Our appetites adequately satisfied, we eagerly anticipated views of the bright blue lake. Brandon and I excitedly shared how amazing Crater Lake is, how Ethan would be almost unable to believe his eyes, that when one gets a first glimpse of Crater Lake, it is absolutely breathtaking. And then we were temporarily distracted from all this talk by the sheer amount of snow. Although the roads were clear, there were still feet of snow piled alongside the roads and on top of the buildings. In May. It was incredible.
After all of that – the drive, the talk of the amazingness of the lake, Ethan’s anticipation of finally seeing the much spoken of wonder that is Crater lake – this was the best view of the lake that we got:
Despite the disappointment, we strapped on our rented snowshoes and made the best of the afternoon.
As you can tell, we still managed to have plenty of fun. We played in the snow, threw snowballs, attempted snow angels, and were generally silly.
Even though the lack of lake views was a bit disappointing, Ethan not really seeing Crater Lake means he will just have to come back to Oregon for another visit!
So, perhaps I have sort of given the impression that Ethan came to Oregon just for my birthday. Which he would totally do because he’s one of the two best brothers in the world and I’m certainly the best sister. But I may have left out the teeny, tiny little detail that he chose this particular weekend to come to Oregon because he was running in the Eugene Marathon. Which, of course, meant that I would be there to cheer him on. We headed up to Eugene the night before so Ethan could carb load at Olive Garden and because the next morning would be an early start.
It was that evening that I fully began to appreciate just how much my boyfriend and my brother have in common. Specifically, how nerdy they both are. Sitting between the two of them while watching Guardians of the Galaxy 2 (and the various previews prior to the movie) was amusing. They would laugh hysterically at the exact same moments. Freak out and demand my attention in their nerdy excitement about the same previews. It was equal parts heartwarming and humorous.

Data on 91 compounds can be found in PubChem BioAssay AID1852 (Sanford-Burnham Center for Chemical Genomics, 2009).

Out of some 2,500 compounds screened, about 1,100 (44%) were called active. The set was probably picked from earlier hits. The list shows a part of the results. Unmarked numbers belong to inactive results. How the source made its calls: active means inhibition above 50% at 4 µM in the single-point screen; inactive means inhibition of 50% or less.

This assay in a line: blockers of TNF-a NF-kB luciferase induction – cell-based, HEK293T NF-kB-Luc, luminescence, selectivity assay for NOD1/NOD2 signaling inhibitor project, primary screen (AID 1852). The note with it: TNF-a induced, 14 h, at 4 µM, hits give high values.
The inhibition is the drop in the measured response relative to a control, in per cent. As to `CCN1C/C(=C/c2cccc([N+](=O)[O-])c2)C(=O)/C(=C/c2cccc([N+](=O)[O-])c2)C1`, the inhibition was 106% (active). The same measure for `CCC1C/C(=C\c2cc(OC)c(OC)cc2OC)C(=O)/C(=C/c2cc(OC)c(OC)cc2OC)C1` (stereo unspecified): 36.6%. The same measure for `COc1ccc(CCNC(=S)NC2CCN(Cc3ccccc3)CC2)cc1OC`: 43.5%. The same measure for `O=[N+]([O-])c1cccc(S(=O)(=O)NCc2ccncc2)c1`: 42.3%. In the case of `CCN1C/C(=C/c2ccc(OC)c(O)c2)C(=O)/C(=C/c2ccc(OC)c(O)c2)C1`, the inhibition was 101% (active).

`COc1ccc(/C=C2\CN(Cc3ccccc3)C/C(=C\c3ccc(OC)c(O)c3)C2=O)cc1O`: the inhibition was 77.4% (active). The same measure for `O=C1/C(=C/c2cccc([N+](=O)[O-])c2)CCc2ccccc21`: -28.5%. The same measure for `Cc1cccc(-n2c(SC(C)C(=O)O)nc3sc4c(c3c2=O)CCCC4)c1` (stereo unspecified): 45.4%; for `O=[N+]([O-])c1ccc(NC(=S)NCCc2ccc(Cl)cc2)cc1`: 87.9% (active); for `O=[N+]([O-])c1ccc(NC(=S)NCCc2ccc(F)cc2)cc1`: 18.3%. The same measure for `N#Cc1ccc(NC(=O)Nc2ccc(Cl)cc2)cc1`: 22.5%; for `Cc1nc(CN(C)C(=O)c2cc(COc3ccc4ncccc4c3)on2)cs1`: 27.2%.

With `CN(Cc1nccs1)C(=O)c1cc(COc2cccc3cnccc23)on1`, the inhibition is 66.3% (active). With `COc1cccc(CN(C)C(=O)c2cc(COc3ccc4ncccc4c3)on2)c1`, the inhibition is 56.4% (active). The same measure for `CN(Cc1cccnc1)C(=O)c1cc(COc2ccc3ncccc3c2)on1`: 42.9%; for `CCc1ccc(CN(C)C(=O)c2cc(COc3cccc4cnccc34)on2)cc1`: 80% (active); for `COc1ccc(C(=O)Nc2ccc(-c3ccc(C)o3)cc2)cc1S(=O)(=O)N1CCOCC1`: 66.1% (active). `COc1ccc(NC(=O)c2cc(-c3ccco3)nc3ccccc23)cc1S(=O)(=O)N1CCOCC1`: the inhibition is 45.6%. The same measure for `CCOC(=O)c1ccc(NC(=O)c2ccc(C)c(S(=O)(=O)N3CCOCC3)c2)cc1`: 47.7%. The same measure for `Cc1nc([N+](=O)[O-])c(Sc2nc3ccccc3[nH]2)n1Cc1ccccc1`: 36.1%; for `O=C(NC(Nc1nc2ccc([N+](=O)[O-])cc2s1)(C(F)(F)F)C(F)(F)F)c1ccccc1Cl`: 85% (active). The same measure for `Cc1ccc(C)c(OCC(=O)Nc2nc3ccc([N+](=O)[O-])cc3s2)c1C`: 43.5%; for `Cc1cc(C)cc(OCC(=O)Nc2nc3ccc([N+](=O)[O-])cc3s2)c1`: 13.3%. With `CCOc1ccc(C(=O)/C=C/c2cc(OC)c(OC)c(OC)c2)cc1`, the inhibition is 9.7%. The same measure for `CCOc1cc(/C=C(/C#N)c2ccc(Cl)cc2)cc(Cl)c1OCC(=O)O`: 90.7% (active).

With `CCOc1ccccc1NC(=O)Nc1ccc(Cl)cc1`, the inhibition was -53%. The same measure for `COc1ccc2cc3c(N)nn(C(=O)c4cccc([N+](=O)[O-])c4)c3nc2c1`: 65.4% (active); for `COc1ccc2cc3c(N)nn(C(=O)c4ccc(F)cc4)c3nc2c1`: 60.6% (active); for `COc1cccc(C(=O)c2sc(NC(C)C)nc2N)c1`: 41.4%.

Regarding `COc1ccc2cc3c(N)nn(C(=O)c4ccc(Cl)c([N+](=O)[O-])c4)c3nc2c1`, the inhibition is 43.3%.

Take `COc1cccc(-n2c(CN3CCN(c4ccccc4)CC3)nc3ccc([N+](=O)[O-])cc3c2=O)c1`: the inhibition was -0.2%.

And then there was race day. I was rather surprised by how emotional I was about the whole thing. This certainly was not Ethan’s first race or even his first marathon, but it was the first one of which I had been a part and it brought out my proud big sisterness in unexpected ways.
Like the moment early in the morning when we sat in my car and talked, Ethan staying a bit longer than necessary to calm his nerves, me feeling strangely protective and worried as he walked away from my car to head to the start of the race.
Or when Brandon and I found a spot by the river to cheer him on around mile 18. I think I surprised both of us when I started crying rather intensely because I was so proud of Ethan and watching him do something so difficult and wonderful made me more than a little emotional.
And then there was the finish line. I was inspired watching so many people complete the challenge of a marathon, but there has been no experience in my life like watching Ethan finish the race. I know it might sound dramatic to be emotional about watching my brother running a marathon, but it was such an amazing experience and I could not be more proud of him.
A completed marathon called for a celebratory meal. We settled on Hop Valley Brewery for burgers and beer. Ethan may have been a bit delirious from exhaustion at this point, hence, the following series of pictures.
The food and drink were excellent and exactly what Ethan needed before passing out in the backseat on the way home. Which I documented in pictures, of course. I may have been a proud and emotional big sister, but I was a big sister nonetheless.